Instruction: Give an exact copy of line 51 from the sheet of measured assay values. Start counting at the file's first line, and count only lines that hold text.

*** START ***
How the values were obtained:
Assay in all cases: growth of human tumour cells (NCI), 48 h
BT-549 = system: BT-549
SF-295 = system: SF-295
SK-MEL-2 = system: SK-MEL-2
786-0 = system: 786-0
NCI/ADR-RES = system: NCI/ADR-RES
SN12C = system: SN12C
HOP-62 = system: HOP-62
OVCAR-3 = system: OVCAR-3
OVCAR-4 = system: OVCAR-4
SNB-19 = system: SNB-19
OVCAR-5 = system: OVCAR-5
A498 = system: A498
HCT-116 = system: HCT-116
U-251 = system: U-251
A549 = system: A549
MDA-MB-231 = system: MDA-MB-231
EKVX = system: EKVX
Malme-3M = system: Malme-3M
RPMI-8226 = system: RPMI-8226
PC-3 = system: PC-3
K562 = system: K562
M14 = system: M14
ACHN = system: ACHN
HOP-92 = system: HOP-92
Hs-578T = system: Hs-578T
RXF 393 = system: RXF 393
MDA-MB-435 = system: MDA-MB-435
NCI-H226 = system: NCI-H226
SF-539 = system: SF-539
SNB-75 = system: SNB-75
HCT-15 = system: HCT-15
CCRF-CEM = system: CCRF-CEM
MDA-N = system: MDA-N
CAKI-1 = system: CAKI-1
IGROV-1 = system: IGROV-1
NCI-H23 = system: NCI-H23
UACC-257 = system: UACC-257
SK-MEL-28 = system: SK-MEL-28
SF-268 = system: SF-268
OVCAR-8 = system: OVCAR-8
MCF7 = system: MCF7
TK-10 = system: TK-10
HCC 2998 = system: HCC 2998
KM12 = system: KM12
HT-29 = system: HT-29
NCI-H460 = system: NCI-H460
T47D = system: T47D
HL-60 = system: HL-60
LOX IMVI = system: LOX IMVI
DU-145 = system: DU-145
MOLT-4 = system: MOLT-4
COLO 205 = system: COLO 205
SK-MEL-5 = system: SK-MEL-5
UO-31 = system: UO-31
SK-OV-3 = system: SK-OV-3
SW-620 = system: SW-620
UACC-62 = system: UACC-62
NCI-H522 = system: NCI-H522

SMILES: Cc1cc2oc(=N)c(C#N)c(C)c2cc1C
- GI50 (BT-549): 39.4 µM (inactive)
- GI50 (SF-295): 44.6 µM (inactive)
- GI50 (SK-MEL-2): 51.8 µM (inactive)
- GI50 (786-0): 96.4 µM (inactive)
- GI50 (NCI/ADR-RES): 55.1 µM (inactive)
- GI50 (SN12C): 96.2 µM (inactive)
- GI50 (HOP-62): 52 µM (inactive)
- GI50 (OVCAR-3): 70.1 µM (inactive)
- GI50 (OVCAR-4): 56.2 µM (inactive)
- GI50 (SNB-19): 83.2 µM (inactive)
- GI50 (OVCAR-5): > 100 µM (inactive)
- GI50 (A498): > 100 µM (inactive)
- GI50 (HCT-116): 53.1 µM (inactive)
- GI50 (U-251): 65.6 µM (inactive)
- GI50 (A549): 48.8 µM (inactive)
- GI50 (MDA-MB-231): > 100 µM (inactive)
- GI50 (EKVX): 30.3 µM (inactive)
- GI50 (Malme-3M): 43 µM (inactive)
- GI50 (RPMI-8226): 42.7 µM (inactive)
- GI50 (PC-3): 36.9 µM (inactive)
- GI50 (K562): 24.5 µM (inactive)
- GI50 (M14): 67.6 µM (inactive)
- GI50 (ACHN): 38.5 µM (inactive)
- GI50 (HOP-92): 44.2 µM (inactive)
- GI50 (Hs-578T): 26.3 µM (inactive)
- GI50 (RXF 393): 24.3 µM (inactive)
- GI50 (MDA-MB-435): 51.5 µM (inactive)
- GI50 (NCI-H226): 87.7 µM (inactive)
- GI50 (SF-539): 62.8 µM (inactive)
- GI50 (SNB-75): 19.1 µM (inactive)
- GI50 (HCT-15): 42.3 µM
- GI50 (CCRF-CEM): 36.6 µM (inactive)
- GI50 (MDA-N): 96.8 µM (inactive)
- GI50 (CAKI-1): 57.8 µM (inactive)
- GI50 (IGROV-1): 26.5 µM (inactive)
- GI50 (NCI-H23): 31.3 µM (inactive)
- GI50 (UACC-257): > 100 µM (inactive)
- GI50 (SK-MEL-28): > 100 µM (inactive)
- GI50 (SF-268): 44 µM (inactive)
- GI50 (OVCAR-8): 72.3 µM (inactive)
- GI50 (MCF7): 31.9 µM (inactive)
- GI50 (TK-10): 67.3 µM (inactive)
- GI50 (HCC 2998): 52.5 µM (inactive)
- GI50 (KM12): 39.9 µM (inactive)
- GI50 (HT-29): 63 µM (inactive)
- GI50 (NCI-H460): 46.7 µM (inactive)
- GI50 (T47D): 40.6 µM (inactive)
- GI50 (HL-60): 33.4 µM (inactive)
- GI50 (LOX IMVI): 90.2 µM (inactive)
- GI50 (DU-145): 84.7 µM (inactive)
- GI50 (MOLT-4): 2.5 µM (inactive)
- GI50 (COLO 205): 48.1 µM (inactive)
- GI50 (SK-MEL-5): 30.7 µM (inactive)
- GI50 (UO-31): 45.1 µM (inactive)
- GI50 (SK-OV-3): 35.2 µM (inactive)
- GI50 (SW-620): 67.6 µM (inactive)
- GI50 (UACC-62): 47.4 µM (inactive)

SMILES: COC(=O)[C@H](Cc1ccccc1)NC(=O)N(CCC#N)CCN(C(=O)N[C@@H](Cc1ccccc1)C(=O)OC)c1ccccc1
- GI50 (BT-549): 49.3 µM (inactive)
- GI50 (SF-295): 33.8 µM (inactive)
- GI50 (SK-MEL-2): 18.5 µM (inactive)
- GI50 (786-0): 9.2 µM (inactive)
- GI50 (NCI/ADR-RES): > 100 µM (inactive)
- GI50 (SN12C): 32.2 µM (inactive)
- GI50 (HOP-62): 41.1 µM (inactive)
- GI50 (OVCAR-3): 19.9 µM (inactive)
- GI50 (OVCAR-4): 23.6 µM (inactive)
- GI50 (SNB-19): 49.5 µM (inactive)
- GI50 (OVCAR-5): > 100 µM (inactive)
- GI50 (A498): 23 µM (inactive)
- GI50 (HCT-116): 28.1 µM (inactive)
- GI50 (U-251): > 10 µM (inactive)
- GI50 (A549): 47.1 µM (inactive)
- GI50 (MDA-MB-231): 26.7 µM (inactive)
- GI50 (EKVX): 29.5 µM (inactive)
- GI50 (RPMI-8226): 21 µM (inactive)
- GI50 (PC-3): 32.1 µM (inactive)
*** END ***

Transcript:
LOX IMVI = system: LOX IMVI